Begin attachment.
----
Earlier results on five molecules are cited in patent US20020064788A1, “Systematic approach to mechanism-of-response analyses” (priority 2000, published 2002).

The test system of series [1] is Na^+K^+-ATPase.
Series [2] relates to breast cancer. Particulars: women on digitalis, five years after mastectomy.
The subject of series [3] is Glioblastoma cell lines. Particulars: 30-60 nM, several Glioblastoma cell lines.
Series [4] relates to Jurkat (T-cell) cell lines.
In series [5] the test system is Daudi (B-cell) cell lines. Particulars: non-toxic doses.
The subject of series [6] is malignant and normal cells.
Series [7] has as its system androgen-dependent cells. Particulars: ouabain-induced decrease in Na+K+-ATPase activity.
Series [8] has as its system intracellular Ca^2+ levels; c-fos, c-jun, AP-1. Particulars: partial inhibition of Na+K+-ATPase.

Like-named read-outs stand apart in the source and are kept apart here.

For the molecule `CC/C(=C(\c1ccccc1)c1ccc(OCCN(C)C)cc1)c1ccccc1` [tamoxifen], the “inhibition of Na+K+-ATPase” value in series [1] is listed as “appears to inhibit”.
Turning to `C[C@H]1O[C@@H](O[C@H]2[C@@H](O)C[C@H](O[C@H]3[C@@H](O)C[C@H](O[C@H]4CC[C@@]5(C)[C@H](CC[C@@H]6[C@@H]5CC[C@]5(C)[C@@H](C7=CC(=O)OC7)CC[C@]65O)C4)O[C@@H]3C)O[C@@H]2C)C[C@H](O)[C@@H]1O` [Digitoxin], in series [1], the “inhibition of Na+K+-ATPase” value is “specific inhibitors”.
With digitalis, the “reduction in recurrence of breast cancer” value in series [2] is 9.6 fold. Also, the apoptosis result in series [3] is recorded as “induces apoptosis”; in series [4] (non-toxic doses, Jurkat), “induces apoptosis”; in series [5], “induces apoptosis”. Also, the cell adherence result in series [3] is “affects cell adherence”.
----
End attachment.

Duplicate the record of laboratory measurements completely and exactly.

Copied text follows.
Earlier results on five molecules are cited in patent US20020064788A1, “Systematic approach to mechanism-of-response analyses” (priority 2000, published 2002).

The test system of series [1] is Na^+K^+-ATPase.
Series [2] relates to breast cancer. Particulars: women on digitalis, five years after mastectomy.
The subject of series [3] is Glioblastoma cell lines. Particulars: 30-60 nM, several Glioblastoma cell lines.
Series [4] relates to Jurkat (T-cell) cell lines.
In series [5] the test system is Daudi (B-cell) cell lines. Particulars: non-toxic doses.
The subject of series [6] is malignant and normal cells.
Series [7] has as its system androgen-dependent cells. Particulars: ouabain-induced decrease in Na+K+-ATPase activity.
Series [8] has as its system intracellular Ca^2+ levels; c-fos, c-jun, AP-1. Particulars: partial inhibition of Na+K+-ATPase.

Like-named read-outs stand apart in the source and are kept apart here.

For the molecule `CC/C(=C(\c1ccccc1)c1ccc(OCCN(C)C)cc1)c1ccccc1` [tamoxifen], the “inhibition of Na+K+-ATPase” value in series [1] is listed as “appears to inhibit”.
Turning to `C[C@H]1O[C@@H](O[C@H]2[C@@H](O)C[C@H](O[C@H]3[C@@H](O)C[C@H](O[C@H]4CC[C@@]5(C)[C@H](CC[C@@H]6[C@@H]5CC[C@]5(C)[C@@H](C7=CC(=O)OC7)CC[C@]65O)C4)O[C@@H]3C)O[C@@H]2C)C[C@H](O)[C@@H]1O` [Digitoxin], in series [1], the “inhibition of Na+K+-ATPase” value is “specific inhibitors”.
With digitalis, the “reduction in recurrence of breast cancer” value in series [2] is 9.6 fold. Also, the apoptosis result in series [3] is recorded as “induces apoptosis”; in series [4] (non-toxic doses, Jurkat), “induces apoptosis”; in series [5], “induces apoptosis”. Also, the cell adherence result in series [3] is “affects cell adherence”.